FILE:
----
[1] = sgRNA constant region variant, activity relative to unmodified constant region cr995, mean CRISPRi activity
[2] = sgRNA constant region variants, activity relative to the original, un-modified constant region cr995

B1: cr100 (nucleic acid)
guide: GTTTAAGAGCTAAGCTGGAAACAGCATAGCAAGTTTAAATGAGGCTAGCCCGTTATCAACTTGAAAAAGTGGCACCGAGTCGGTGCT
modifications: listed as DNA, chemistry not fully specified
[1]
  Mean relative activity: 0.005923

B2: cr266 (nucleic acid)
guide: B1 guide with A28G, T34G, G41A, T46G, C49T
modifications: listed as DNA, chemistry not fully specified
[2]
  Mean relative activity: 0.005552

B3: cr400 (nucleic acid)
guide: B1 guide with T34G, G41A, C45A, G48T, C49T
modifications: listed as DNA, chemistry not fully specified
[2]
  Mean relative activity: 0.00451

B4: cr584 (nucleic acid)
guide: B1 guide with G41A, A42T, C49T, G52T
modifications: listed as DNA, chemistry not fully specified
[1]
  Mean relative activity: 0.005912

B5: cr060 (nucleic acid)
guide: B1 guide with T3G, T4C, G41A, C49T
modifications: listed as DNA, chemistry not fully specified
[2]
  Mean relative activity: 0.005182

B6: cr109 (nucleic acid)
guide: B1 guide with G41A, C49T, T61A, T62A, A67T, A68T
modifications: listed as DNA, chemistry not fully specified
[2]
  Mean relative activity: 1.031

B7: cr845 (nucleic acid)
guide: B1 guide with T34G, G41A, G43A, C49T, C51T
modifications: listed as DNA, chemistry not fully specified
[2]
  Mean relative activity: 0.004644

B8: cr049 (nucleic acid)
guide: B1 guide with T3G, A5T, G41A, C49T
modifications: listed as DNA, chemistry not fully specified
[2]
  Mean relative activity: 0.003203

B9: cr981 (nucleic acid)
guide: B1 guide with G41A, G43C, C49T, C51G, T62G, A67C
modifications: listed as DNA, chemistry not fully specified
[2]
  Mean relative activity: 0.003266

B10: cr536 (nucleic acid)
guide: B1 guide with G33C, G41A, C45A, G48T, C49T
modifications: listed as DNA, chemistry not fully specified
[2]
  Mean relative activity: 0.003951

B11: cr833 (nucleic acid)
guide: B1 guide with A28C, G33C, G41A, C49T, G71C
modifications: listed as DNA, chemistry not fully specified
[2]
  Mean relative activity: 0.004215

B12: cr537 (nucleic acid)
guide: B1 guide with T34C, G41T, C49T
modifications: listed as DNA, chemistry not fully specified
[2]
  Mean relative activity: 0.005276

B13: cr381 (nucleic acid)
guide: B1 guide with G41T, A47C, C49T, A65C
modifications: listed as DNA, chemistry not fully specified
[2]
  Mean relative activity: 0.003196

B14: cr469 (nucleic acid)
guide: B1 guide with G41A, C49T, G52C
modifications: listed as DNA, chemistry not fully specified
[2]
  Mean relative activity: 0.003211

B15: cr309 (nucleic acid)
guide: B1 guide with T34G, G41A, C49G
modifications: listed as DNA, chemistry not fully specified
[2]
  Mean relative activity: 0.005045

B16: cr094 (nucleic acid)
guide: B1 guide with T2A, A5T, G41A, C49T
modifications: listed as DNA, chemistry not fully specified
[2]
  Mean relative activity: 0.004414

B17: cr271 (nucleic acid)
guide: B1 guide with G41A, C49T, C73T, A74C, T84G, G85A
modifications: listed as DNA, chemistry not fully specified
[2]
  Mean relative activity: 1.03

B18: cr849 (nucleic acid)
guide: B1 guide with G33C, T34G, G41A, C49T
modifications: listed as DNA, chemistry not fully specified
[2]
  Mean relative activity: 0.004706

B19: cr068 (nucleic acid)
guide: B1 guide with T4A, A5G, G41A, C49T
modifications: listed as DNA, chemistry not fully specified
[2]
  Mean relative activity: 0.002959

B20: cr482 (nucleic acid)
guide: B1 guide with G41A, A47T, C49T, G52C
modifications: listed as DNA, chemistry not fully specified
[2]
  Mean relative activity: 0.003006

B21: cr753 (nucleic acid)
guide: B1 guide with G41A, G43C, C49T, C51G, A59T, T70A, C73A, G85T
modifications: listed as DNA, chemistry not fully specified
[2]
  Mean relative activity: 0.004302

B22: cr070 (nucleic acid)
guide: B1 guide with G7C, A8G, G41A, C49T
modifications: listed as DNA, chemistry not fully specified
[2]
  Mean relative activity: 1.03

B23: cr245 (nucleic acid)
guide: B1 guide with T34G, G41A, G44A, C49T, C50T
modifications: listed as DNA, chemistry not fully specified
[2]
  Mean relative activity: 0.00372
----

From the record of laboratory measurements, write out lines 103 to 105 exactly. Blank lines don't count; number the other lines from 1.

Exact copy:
B21: cr753 (nucleic acid)
guide: B1 guide with G41A, G43C, C49T, C51G, A59T, T70A, C73A, G85T
modifications: listed as DNA, chemistry not fully specified